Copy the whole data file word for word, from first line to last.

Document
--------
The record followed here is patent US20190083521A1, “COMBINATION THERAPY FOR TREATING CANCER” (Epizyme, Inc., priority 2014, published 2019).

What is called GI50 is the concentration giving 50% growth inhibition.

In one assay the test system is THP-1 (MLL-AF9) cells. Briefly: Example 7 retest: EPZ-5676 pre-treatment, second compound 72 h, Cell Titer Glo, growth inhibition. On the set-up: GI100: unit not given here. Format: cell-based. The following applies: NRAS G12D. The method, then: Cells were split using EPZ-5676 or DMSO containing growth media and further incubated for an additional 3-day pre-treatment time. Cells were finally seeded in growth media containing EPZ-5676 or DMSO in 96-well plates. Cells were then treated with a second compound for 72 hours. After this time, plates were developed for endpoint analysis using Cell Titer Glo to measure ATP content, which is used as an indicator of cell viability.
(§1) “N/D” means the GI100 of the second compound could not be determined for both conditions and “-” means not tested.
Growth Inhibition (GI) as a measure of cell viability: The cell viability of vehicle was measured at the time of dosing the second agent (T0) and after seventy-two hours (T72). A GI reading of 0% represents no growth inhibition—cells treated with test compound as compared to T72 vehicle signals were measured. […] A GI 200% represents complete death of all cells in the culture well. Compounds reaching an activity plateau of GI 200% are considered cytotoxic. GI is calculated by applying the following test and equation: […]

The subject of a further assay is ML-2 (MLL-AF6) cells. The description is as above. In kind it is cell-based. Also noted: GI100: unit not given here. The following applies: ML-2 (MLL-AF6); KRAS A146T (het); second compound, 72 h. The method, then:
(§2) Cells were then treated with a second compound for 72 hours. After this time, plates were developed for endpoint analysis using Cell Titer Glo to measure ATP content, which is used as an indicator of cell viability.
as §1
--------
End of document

The record followed here is patent US20190083521A1, “COMBINATION THERAPY FOR TREATING CANCER” (Epizyme, Inc., priority 2014, published 2019).

What is called GI50 is the concentration giving 50% growth inhibition.

In one assay the test system is THP-1 (MLL-AF9) cells. Briefly: Example 7 retest: EPZ-5676 pre-treatment, second compound 72 h, Cell Titer Glo, growth inhibition. On the set-up: GI100: unit not given here. Format: cell-based. The following applies: NRAS G12D. The method, then: Cells were split using EPZ-5676 or DMSO containing growth media and further incubated for an additional 3-day pre-treatment time. Cells were finally seeded in growth media containing EPZ-5676 or DMSO in 96-well plates. Cells were then treated with a second compound for 72 hours. After this time, plates were developed for endpoint analysis using Cell Titer Glo to measure ATP content, which is used as an indicator of cell viability.
(§1) “N/D” means the GI100 of the second compound could not be determined for both conditions and “-” means not tested.
Growth Inhibition (GI) as a measure of cell viability: The cell viability of vehicle was measured at the time of dosing the second agent (T0) and after seventy-two hours (T72). A GI reading of 0% represents no growth inhibition—cells treated with test compound as compared to T72 vehicle signals were measured. […] A GI 200% represents complete death of all cells in the culture well. Compounds reaching an activity plateau of GI 200% are considered cytotoxic. GI is calculated by applying the following test and equation: […]

The subject of a further assay is ML-2 (MLL-AF6) cells. The description is as above. In kind it is cell-based. Also noted: GI100: unit not given here. The following applies: ML-2 (MLL-AF6); KRAS A146T (het); second compound, 72 h. The method, then:
(§2) Cells were then treated with a second compound for 72 hours. After this time, plates were developed for endpoint analysis using Cell Titer Glo to measure ATP content, which is used as an indicator of cell viability.
as §1